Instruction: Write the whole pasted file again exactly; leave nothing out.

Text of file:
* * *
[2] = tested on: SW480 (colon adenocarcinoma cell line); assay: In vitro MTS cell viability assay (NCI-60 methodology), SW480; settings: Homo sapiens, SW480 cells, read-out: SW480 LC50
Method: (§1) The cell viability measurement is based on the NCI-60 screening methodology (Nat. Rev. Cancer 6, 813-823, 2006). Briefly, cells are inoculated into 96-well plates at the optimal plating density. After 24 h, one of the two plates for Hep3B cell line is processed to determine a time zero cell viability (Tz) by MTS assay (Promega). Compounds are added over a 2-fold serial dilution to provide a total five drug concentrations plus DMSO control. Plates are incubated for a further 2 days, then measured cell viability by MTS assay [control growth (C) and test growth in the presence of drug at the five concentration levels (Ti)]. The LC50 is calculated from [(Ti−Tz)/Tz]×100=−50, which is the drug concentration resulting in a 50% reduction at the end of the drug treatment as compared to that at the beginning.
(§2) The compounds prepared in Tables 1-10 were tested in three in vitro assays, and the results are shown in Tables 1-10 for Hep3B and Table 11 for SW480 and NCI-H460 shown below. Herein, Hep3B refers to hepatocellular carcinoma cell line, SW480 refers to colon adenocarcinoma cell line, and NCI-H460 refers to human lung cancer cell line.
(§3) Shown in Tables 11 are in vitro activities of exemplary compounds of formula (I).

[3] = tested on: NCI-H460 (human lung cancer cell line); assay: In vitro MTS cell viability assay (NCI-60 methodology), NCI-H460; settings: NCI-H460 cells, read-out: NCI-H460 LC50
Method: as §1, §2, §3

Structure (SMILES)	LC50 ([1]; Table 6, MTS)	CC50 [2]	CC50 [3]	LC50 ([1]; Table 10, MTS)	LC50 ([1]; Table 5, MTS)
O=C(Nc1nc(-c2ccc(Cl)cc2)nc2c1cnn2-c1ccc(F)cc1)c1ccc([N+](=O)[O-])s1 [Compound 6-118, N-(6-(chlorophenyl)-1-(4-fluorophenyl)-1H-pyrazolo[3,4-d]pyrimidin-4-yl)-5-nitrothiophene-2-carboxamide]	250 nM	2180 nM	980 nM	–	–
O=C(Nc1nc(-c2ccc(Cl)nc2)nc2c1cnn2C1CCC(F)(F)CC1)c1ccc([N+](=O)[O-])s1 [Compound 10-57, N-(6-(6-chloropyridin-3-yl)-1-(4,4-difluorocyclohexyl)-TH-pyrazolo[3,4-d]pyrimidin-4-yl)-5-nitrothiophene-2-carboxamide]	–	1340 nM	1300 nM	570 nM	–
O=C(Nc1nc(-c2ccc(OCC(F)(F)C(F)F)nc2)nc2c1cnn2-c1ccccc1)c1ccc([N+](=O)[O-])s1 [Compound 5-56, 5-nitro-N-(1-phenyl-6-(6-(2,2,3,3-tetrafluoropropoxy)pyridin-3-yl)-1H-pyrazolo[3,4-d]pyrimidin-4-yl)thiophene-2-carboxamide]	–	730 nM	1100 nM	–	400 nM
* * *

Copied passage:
[2] = tested on: SW480 (colon adenocarcinoma cell line); assay: In vitro MTS cell viability assay (NCI-60 methodology), SW480; settings: Homo sapiens, SW480 cells, read-out: SW480 LC50
Method: (§1) The cell viability measurement is based on the NCI-60 screening methodology (Nat. Rev. Cancer 6, 813-823, 2006). Briefly, cells are inoculated into 96-well plates at the optimal plating density. After 24 h, one of the two plates for Hep3B cell line is processed to determine a time zero cell viability (Tz) by MTS assay (Promega). Compounds are added over a 2-fold serial dilution to provide a total five drug concentrations plus DMSO control. Plates are incubated for a further 2 days, then measured cell viability by MTS assay [control growth (C) and test growth in the presence of drug at the five concentration levels (Ti)]. The LC50 is calculated from [(Ti−Tz)/Tz]×100=−50, which is the drug concentration resulting in a 50% reduction at the end of the drug treatment as compared to that at the beginning.
(§2) The compounds prepared in Tables 1-10 were tested in three in vitro assays, and the results are shown in Tables 1-10 for Hep3B and Table 11 for SW480 and NCI-H460 shown below. Herein, Hep3B refers to hepatocellular carcinoma cell line, SW480 refers to colon adenocarcinoma cell line, and NCI-H460 refers to human lung cancer cell line.
(§3) Shown in Tables 11 are in vitro activities of exemplary compounds of formula (I).

[3] = tested on: NCI-H460 (human lung cancer cell line); assay: In vitro MTS cell viability assay (NCI-60 methodology), NCI-H460; settings: NCI-H460 cells, read-out: NCI-H460 LC50
Method: as §1, §2, §3

Structure (SMILES)	LC50 ([1]; Table 6, MTS)	CC50 [2]	CC50 [3]	LC50 ([1]; Table 10, MTS)	LC50 ([1]; Table 5, MTS)
O=C(Nc1nc(-c2ccc(Cl)cc2)nc2c1cnn2-c1ccc(F)cc1)c1ccc([N+](=O)[O-])s1 [Compound 6-118, N-(6-(chlorophenyl)-1-(4-fluorophenyl)-1H-pyrazolo[3,4-d]pyrimidin-4-yl)-5-nitrothiophene-2-carboxamide]	250 nM	2180 nM	980 nM	–	–
O=C(Nc1nc(-c2ccc(Cl)nc2)nc2c1cnn2C1CCC(F)(F)CC1)c1ccc([N+](=O)[O-])s1 [Compound 10-57, N-(6-(6-chloropyridin-3-yl)-1-(4,4-difluorocyclohexyl)-TH-pyrazolo[3,4-d]pyrimidin-4-yl)-5-nitrothiophene-2-carboxamide]	–	1340 nM	1300 nM	570 nM	–
O=C(Nc1nc(-c2ccc(OCC(F)(F)C(F)F)nc2)nc2c1cnn2-c1ccccc1)c1ccc([N+](=O)[O-])s1 [Compound 5-56, 5-nitro-N-(1-phenyl-6-(6-(2,2,3,3-tetrafluoropropoxy)pyridin-3-yl)-1H-pyrazolo[3,4-d]pyrimidin-4-yl)thiophene-2-carboxamide]	–	730 nM	1100 nM	–	400 nM